# Solving First order differential equations using matrix methods

• Aug 20th 2010, 10:39 AM
Peter22
Solving First order differential equations using matrix methods
I have been trying to solve this equation using matrix methods to find the general solution for x1(t) and x2(t)
(There should be a dot above the x1, x2 to show first order)

x1 = 4x1+ 7x2

x2 = -
6x1-9x2

Now i have been shown how to do a second order question so i have used a similar method with this which gets me to this point.

det (a-lambda^2I) = (4-lambda^2)(-9-lambda^2)+42
(lambda^2+2)(lambda^2+3)

lambda^2 = -2 and lambda^2=-3

This is where its different to the question i have been through

As this would mean lambda is j1.414 and j1.732

The second order question i have been through comes out with lambda +or- 2j and +or- j which is then obvious how to continue.

Could somone point me in the right direction or to where ive gone wrong?

I have an exam on wednesday and realy need to be able to work with any combination of question they give me, It could be first or second order.
I didnt think it mattered which kind i was until differentiating the general solution part.

Thank you!
• Aug 20th 2010, 10:41 AM
Ackbeet
Check this out.
• Aug 20th 2010, 11:34 AM
Peter22
Ive just been reading through that thread and i can't understand unfortunatly, How would i go through my question step by step? are my eigen values correct?
• Aug 20th 2010, 11:48 AM
Ackbeet
You're setting up the wrong characteristic equation. Your system looks like this:

$\displaystyle \dot{\vec{x}}=A\vec{x},$ where

$\displaystyle A=\begin{bmatrix}4 &7\\-6 &-9\end{bmatrix}.$

The solution to the system is $\displaystyle \vec{x}(t)=e^{At}\vec{x}(0).$

We now have to make sense of the exponential. You use the series definition:

$\displaystyle e^{At}=I+tA+\frac{(tA)^{2}}{2}+\frac{(tA)^{3}}{6}+ \dots$

It's the usual series expansion of the exponential function. We can easily find the nth power of $\displaystyle A$ if we can find an invertible $\displaystyle P$ such that $\displaystyle A=PDP^{-1},$ where $\displaystyle D$ is diagonal. For then

$\displaystyle A^{n}=(PDP^{-1})(PDP^{-1})\dots(PDP^{-1})=PDD\dots DP^{-1}=PD^{n}P^{-1}.$

Taking the nth power of a diagonal matrix is the same as taking the nth power of the diagonal elements, component-wise. Solving $\displaystyle A=PDP^{-1}$ is the diagonalization problem. To diagonalize, assuming it's possible to do this, you find the eigenvalues and eigenvectors. The eigenvalues make up the diagonal of $\displaystyle D$, and the eigenvectors make up the columns of $\displaystyle P$. Hence the importance of the eigenvalues for a system of ODE's.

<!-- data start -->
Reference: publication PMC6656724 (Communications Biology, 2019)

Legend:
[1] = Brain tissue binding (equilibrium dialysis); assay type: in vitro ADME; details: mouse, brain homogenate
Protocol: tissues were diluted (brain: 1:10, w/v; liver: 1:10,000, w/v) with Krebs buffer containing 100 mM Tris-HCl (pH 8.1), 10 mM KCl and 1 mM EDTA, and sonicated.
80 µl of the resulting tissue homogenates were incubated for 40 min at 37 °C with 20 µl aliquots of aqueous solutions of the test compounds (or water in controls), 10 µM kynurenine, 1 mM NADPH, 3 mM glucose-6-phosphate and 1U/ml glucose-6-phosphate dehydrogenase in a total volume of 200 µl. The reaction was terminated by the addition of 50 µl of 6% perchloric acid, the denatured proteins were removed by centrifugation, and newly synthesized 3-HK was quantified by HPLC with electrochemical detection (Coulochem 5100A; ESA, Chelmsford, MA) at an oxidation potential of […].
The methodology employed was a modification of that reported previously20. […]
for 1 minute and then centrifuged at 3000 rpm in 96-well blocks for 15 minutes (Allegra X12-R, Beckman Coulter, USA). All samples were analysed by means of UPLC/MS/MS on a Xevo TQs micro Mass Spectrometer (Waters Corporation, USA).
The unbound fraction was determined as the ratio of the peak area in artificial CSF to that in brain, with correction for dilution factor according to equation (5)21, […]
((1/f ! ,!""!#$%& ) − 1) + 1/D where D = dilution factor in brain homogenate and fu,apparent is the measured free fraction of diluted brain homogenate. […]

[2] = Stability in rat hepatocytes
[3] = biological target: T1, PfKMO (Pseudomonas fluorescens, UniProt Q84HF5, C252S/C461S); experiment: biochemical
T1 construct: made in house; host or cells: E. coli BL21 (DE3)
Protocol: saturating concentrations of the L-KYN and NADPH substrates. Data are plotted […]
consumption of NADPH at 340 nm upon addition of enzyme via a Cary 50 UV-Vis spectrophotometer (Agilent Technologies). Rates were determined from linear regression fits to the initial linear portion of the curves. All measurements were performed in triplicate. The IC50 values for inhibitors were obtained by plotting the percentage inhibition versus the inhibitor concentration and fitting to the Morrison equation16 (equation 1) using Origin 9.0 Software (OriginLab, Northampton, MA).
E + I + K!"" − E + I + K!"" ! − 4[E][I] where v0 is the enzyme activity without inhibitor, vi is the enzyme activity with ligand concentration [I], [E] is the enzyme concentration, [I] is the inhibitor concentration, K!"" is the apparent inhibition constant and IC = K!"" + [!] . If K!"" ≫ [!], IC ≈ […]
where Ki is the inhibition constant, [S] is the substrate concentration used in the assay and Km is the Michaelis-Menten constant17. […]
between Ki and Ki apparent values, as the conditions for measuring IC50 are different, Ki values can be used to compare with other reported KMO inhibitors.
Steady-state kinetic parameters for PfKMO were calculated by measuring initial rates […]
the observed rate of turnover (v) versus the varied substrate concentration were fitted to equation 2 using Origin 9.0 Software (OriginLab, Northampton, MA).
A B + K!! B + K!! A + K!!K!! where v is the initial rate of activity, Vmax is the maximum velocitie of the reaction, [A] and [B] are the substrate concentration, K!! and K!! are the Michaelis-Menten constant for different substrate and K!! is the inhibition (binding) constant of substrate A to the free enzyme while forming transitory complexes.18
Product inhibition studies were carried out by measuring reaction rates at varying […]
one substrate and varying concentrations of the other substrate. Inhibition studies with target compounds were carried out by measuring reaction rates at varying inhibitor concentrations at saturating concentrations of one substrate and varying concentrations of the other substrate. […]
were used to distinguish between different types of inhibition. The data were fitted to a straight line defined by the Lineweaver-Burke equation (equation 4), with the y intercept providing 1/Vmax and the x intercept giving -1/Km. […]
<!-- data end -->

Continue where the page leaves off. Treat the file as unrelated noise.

Now, to find the eigenvalues, you have to set $\displaystyle \det(A-\lambda I)=0,$ not $\displaystyle \det(A-\lambda^{2}I)=0.$ That's where you first went wrong. So carry that correction through, and see what you come up with.
• Aug 20th 2010, 12:21 PM
Peter22
Ok ive done it using dec (A-lambdaI)=0 which would give me Lambda= -2 and -3
Then putting that back into the matrix i get.

For lambda -2 6x1=-7x2
Lambda -3 x1=-x2

x1 = 6(Ae^-2jt + Be^-3jt)
x2 = -7(Ae^-2jt -Be^-3jt)

to be honest im lost, i do not understand the exponential part.
• Aug 20th 2010, 12:26 PM
Ackbeet
So your eigenvectors turn out to be

$\displaystyle \vec{x}_{-2}=\begin{bmatrix}1\\ -6/7\end{bmatrix},$ and

$\displaystyle \vec{x}_{-3}=\begin{bmatrix}1\\ -1\end{bmatrix}.$

Therefore, your invertible $\displaystyle P$ can be written as

$\displaystyle P=\begin{bmatrix}1 &1\\-6/7 &-1\end{bmatrix}.$

To form your final solution, you write

$\displaystyle \vec{x}(t)=e^{At}\vec{x}(0)=Pe^{Dt}P^{-1}\vec{x}(0).$

But $\displaystyle D=\begin{bmatrix}-2 &0\\0 &-3\end{bmatrix}.$ So its exponential

$\displaystyle e^{Dt}=\begin{bmatrix}e^{-2t} &0\\0 &e^{-3t}\end{bmatrix}.$

Can you finish from here?
• Aug 20th 2010, 12:56 PM
Peter22
I dont understand why there is a 1 in the first vector bracket? i only get either 6 and -7 or 7 and -6.
Then i realy do not understand where the final solution comes from I can see that D and e^Dt are from the two eigen values so do you then work the determinant for that out?

Please forgive my lack of understanding but i realy am trying to understand.
• Aug 20th 2010, 04:54 PM
Ackbeet
Quote:

I dont understand why there is a 1 in the first vector bracket? i only get either 6 and -7 or 7 and -6.
Any nonzero scalar multiple of an eigenvector is an eigenvector. Why is that, might you ask? Well, recall that a vector $\displaystyle \vec{x}$ is an eigenvector of the matrix $\displaystyle A$ if and only if $\displaystyle \vec{x}\not=0$ and $\displaystyle A\vec{x}=\lambda \vec{x}$ for some scalar $\displaystyle \lambda,$ which is called the eigenvalue corresponding to $\displaystyle \vec{x}$. So, suppose that $\displaystyle \vec{x}$ is an eigenvector of the matrix $\displaystyle A$ with corresponding eigenvalue $\displaystyle \lambda$. Let $\displaystyle y$ be a nonzero scalar. Then $\displaystyle A(y\vec{x})=yA\vec{x}=y\lambda\vec{x}=\lambda(y\ve c{x}).$ Since $\displaystyle A(y\vec{x})=\lambda(y\vec{x}),$ and $\displaystyle y\vec{x}\not=0$ (since $\displaystyle y\not=0$ and $\displaystyle \vec{x}\not=0$), it follows by definition that $\displaystyle y\vec{x}$ is an eigenvector of matrix $\displaystyle A$.

Now, if you look at my $\displaystyle \vec{x}_{-2},$ and multiply by $\displaystyle 7$, you might get a more recognizable eigenvector. Does that make sense?

Quote:

I can see that D and e^Dt are from the two eigenvalues; so do you then work the determinant for that out?
I don't compute the determinant, I just compute the exponential $\displaystyle e^{Dt}.$

I'm not sure I understand what you're not understanding. The solution to this problem: pepper me with questions. Anything at all you don't understand, ask about. Ok?